Poland's president made an emotional plea for forgiveness on Thursday for the expulsion of 13,000 Poles of Jewish origin from Poland 50 years ago, decrying the loss the country suffered with their departure.
President Andrzej Duda made his appeal during a speech marking the anniversary of mass student protests against the Moscow-backed communist regime in 1968. Those protests were exploited by the communist party to purge Jews from the party and from Poland.
Among those who were forced out were Holocaust survivors and prominent intellectuals including sociologist Zygmunt Bauman and philosopher Bronislaw Baczko.
"I want to ask forgiveness of those who were expelled," Duda said. "Through my lips Poland is asking forgiveness, asking them to be willing to forget, to be willing to accept that Poland regrets very much that they are not in Poland today."
Speaking at the Warsaw University campus that was the site of the 1968 protests, he said the expulsions were a "shameful act" and the departures a "loss" for Poland.
A group of the current government's opponents, many holding white roses — a symbol of their protest — chanted "disgrace," ''hypocrite," and "go away from the campus."
Duda is allied with the ruling Law and Justice party whose nationalist polices are blamed by critics for sparking a rise in xenophobia and a recent dispute with Israel.
In March 1968, students staged protests against censorship and in support of academic freedom that were brutally quashed by the regime.
The protests were initially triggered by a ban on a play by the Polish Romantic-era poet Adam Mickiewicz seen as having an anti-regime message. Two of the students protesting the ban were expelled from Warsaw University, prompting a nationwide demonstration in their defense.
Rival factions in the ruling communist party exploited the protests in their pursuit of party control, with the crisis climaxing in the purge of Jews from the party and from jobs that then went to non-Jews. Many lost their careers and were forced to renounce all of their possessions, their Polish citizenship and to leave the country.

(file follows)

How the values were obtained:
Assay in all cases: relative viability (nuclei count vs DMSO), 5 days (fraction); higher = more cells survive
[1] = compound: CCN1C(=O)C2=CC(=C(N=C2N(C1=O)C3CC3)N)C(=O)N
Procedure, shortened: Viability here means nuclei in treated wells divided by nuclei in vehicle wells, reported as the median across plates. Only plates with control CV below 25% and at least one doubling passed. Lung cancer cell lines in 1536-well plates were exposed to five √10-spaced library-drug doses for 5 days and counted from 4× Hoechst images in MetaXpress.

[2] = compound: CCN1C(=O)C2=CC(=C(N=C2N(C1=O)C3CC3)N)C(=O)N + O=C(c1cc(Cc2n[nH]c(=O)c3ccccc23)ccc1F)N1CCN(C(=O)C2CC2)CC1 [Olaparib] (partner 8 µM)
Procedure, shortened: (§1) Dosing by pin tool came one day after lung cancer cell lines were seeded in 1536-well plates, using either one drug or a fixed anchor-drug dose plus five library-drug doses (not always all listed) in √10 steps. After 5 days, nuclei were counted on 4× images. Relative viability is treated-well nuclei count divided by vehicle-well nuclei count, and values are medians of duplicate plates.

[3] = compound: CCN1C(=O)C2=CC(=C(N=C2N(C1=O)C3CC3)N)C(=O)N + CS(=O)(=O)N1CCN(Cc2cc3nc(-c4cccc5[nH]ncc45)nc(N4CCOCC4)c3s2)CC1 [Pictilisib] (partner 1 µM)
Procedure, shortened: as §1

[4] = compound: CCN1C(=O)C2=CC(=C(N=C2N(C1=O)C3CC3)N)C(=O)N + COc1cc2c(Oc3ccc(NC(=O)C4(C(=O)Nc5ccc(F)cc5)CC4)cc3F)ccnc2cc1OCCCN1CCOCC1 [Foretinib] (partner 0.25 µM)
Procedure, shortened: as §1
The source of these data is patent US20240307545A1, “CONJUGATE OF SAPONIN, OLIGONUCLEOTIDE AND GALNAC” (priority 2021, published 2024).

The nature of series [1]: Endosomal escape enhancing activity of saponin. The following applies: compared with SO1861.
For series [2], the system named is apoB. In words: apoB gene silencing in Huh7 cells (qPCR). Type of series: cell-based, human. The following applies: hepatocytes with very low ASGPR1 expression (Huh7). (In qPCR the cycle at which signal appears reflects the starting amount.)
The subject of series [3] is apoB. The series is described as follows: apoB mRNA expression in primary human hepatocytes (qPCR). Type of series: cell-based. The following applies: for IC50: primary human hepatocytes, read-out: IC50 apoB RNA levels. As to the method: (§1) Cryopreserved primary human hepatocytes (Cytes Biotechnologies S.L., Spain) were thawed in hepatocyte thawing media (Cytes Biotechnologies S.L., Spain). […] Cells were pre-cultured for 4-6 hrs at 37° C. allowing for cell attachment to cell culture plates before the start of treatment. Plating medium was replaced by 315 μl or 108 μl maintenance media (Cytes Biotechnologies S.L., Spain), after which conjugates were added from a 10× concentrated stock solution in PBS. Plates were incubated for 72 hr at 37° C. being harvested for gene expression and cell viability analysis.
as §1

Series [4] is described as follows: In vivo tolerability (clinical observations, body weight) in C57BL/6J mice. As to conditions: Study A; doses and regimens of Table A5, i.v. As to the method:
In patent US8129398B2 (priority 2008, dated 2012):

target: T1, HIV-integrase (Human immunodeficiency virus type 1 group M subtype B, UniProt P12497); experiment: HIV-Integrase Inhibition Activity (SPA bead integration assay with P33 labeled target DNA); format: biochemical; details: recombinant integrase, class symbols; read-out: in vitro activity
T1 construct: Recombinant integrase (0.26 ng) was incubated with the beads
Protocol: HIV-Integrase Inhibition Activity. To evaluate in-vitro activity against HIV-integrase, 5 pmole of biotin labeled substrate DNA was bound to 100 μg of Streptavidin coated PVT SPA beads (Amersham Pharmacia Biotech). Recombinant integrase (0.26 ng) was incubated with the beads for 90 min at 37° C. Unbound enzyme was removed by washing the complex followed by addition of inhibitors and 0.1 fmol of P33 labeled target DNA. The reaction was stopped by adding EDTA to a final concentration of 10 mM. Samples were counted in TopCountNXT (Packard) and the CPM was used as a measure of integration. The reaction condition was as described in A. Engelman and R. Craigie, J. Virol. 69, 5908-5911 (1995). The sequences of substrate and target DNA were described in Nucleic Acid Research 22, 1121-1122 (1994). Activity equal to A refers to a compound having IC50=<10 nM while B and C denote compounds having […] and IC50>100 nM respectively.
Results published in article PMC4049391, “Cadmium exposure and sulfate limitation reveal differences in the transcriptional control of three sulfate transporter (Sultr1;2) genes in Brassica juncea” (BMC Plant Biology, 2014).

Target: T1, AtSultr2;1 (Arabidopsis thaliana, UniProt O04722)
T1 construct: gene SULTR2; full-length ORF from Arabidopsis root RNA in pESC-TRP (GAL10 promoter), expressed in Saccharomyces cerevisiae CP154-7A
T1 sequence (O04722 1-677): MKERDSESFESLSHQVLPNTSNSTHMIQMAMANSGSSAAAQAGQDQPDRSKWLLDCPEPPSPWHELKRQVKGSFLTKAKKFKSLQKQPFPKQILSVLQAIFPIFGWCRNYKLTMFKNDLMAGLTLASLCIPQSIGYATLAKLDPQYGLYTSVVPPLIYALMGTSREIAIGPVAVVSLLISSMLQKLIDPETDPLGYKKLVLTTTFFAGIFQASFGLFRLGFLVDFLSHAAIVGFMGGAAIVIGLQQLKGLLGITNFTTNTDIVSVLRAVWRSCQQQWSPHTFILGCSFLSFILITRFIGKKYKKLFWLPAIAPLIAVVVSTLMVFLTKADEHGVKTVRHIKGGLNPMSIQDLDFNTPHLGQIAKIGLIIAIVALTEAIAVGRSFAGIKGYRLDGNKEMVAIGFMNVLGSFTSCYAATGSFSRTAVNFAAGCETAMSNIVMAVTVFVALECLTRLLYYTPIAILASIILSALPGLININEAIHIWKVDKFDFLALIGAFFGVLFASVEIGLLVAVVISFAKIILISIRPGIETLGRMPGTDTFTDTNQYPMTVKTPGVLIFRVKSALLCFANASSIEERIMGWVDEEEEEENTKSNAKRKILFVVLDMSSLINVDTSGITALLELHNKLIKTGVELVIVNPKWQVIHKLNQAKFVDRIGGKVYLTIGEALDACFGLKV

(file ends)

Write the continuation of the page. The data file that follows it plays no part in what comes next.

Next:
Earlier Thursday, Duda laid flowers beneath a plaque at a railway station in Warsaw that was the departure point for some of the expelled Jews. The Israeli and U.S. ambassadors attended observances there.
Many other events were held across the country to mark the anniversary, including lectures and meetings with some of those expelled, who now freely visit democratic Poland.
Lydia Bauman, the daughter of the late sociologist Zygmunt Bauman, was in Warsaw with her two sisters to mark the events. She said she did so with mixed feelings because the recent expressions of anti-Jewish feelings seemed similar to 1968.
"I am all in favor of forgive and forget, but how can we forget if we are being reminded?" said Bauman, an artist based in London who was 12 when her family was forced to leave.
Some Polish officials are also working to tamp down the emotions of the past weeks. The lower house of Parliament overwhelmingly passed a resolution Tuesday that condemned the anti-Semitic campaign and honored the anti-communist protests.
Prime Minister Mateusz Morawiecki on Wednesday denounced anti-Semitism, and sought to shift the blame for the anti-Semitic purge onto Moscow, which controlled Poland during the decades of the Cold War.
"Today we often hear that March '68 should be a reason for shame for us," Morawiecki said. "I believe that March '68 should be a reason for pride" because of the pro-freedom protests.
Israel's ambassador Anna Azari said Thursday she objected to Morawiecki's attempt to shift the blame to Moscow, noting the anti-Semitic campaign occurred only in Poland in 1968.
Monika Scislowska contributed to this report.